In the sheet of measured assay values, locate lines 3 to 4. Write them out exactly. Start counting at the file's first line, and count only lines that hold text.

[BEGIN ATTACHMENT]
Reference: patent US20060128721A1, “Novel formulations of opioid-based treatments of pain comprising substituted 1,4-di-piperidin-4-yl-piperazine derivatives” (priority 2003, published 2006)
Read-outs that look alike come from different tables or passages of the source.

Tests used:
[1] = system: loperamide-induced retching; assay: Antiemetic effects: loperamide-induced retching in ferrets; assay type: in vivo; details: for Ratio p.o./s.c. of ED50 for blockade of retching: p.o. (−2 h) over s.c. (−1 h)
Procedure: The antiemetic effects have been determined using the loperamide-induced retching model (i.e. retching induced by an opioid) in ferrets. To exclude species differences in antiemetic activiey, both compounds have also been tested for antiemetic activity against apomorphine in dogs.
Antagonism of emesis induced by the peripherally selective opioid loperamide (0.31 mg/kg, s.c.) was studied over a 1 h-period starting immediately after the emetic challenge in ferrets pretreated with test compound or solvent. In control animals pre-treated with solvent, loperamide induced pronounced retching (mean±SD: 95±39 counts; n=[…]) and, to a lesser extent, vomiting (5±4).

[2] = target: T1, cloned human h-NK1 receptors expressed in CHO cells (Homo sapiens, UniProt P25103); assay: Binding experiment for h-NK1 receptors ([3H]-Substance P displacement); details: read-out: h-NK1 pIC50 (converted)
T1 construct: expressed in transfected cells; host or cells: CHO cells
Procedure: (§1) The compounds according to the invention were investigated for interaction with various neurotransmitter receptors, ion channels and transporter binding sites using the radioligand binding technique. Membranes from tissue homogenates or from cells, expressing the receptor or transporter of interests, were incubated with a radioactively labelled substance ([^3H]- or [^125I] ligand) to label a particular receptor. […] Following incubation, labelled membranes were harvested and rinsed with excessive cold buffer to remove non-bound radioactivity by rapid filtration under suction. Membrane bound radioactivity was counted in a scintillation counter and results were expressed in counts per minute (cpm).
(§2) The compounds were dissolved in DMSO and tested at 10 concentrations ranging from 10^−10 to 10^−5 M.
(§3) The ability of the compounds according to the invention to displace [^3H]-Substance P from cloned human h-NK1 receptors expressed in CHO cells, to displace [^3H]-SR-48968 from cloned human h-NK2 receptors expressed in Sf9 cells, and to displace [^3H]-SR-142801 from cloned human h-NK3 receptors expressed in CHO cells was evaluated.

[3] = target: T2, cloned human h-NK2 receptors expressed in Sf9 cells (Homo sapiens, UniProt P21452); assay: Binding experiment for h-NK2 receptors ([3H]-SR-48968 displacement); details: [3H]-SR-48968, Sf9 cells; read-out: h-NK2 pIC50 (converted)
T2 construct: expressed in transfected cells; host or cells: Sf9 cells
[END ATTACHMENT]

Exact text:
Tests used:
[1] = system: loperamide-induced retching; assay: Antiemetic effects: loperamide-induced retching in ferrets; assay type: in vivo; details: for Ratio p.o./s.c. of ED50 for blockade of retching: p.o. (−2 h) over s.c. (−1 h)